Now, I haven’t actually defined a “launch.” Like what makes a Facebook Live a launch, as opposed to just having it be a Facebook Live? I think it’s that you invite someone to it. So think of a launch as a party. Because if you do a Facebook Live and you don’t invite anyone to it, someone might happen to knock on your door the day that you’re doing a Facebook Live and go, “Oh, Pamela is entertaining. I should go in and sit and have a glass of wine with her,” but probably they won’t.
So a Facebook Live launch comes from the fact that you advertise it beforehand, you make Facebook posts about it, you may email the people that you think would be interested in it, and basically it becomes a party that you invite people to. Same thing with coach-a-thons, webinars, challenges is that you need to get those people assembled at the right place, at the right time, in order to share your information or to take people through this engaging process. Also, the end result of any launch has to be an offer of some sort. As I said, I think the best offer to make initially is, “get on a call with me” – “have a strategy session,” “have a discovery session,” and we’ve got names for those, but that’s another podcast episode. So decide what type of launch you want to do, set up your event, set up a couple of emails, and go for it.
And I want to hit home what Pamela just said, right there. It is super, super important that you know exactly the call-to-action you’re going to be using in something like this, and you make it in a clear, direct way. It’s really nice and lovely to think that people are going to hear me share wonderful information and they’re just going to reach out to me because they’re so moved by what is going on. People might be really, really moved, but they also might be confused as to what the next action is for us to do. So whatever strategy you choose to use, make sure you’re doing exactly what Pamela just said there, tell them exactly what to do at the end so it’s easier for them to engage with you.
And if you want them to do a call with you, make sure that you give them very clear instructions on how to do that. Please don’t use a bit.ly link. “Well, if you want to schedule a call with me, just go to ‘b-i-t dot l-y slash x-a-r.’” No. You know? Like, no – have a short link, or give your website that has the call link on it, or something – make it super easy. Especially if people are listening to you or watching you on video, it needs to be something that’s easily spoken and understood.
Tell ’em, what to do, tell ’em how to do it, and tell ’em why it is valuable – that will get them to take action.
The Big Mistake Most People Make When Launching
So finally, the big mistake that most people make with launching. Though there are a myriad mistakes you can make with launching, but the thing that I want to stress is, you almost certainly have more content for whatever kind of launch you’re doing than you actually need. And the most common rookie mistake, as I mentioned earlier when talking about webinars, is to over teach. Because you want to give people who show up all of the transformation that’s possible, and all of your expertise, and everything you know, but it took you years, possibly decades, certainly months to learn all of that. You cannot give them all of that. Whether it’s 15 minutes, or an hour, or two hours, you just can’t give people all of that. So narrow down the focus. Focus on, “What is the promise of this launch?” “What is the training – is it a webinar, or coach-a-thon, or a Facebook Live? Is it the outcome of a challenge?” And, “Where am I leading my participants? What is the offer at the end?” And walk away from too much teaching.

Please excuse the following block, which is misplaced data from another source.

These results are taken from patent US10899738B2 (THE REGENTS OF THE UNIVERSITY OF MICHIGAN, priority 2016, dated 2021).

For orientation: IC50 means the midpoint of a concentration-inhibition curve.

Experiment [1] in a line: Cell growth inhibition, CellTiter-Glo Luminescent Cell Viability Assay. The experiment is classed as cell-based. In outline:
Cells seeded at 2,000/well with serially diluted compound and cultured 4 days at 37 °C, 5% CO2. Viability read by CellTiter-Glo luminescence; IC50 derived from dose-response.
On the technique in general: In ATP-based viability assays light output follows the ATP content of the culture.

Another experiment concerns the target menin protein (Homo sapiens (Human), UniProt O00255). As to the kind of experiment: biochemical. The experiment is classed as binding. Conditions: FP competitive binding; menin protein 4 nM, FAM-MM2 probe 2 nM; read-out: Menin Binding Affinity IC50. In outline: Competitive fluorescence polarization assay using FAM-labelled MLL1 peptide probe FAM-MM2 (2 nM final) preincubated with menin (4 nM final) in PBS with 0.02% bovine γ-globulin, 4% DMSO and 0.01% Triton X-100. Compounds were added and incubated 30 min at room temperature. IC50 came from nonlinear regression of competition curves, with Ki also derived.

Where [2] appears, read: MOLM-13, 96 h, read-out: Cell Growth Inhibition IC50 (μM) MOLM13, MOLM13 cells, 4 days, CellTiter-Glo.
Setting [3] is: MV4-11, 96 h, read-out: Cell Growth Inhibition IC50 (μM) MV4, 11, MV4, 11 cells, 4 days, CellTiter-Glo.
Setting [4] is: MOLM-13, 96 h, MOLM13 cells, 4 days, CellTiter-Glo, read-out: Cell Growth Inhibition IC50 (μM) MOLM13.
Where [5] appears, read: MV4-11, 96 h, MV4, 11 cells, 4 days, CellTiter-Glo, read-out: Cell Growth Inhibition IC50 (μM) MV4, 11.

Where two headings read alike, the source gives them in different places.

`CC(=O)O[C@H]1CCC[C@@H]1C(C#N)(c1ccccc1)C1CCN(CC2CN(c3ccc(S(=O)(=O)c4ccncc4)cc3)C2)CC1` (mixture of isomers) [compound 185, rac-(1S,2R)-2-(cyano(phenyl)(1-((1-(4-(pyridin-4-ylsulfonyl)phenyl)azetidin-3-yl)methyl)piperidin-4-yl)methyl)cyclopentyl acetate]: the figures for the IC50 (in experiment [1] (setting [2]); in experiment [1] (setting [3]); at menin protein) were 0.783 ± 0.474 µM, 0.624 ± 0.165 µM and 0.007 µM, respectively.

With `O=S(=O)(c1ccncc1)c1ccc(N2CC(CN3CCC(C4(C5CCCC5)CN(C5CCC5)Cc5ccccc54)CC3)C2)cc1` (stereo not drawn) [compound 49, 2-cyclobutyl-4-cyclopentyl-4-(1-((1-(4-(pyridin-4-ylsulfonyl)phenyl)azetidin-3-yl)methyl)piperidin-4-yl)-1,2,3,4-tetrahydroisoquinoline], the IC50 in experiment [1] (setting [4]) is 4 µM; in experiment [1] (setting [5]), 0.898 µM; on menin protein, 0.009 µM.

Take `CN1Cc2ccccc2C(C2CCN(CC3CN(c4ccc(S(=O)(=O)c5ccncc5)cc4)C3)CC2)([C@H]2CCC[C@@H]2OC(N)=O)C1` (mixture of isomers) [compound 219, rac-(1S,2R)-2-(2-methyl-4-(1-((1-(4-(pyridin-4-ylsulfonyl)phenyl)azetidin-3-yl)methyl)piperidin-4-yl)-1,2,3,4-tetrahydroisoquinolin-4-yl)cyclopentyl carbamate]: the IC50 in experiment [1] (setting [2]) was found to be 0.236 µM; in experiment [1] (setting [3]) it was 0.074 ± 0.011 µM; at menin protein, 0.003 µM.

That is the biggest change that has happened in the last decade for me as a presenter. When I’m given the opportunity to teach I’m teaching less, more effectively, more deeply, so they can actually implement that particular thing. It is something that we all need to hear over and over again.
Closing the Loop with One Final Example
As we’ve been having this conversation today, if you’re still struggling to figure out the strategy and which is the type of launch that makes the most sense for you right now where your business is, we’d love for you to have a free conversation with one of our coaches. All you need to do is go to BookMyBreakthroughCall.com, that’s BookMyBreakthroughCall.com, and you can get yourself on the calendar with one of our coaches so that they can help you out, and you can figure out what should be the next steps you should be taking. Now, if you listen to what I just did, I did exactly what we talked about: I’m telling you what to do, I’m telling you how to do it, and I’m telling you exactly why it is valuable.
If you’ve enjoyed the conversation today and you know someone else in your life – another coach, another healer, another transformational entrepreneur – who you think would really benefit from this particular conversation, please pass this episode along to them. It might be the exact piece of strategic advice that they need today to move their business to the next level, and more importantly, make a bigger impact in the world.
If you have a question about this topic, or any other topics around your business growing, making connections, and really showing up in a way that is dynamic, please let us know. We’d love to answer those questions on a future episode. All you need to do is go to AttractClientsOnline.com, click on that ‘Contact’ link, and in the message put “question for the podcast.” We would love to hear from you.
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For ‘A Profitable Impact,’ I am Gene Monterastelli. Until next time, I hope you have an impactful week.
ABOUT THE PODCAST
Building a business as a coach or expert is challenging, especially if you’re trying to find your clients online.
Join business coach and online marketing expert Pamela Bruner as she uncovers the secrets of successful transformational businesses. If you want to make a difference in people’s lives, expand your reach, and attract high-paying clients, you’ll love this show!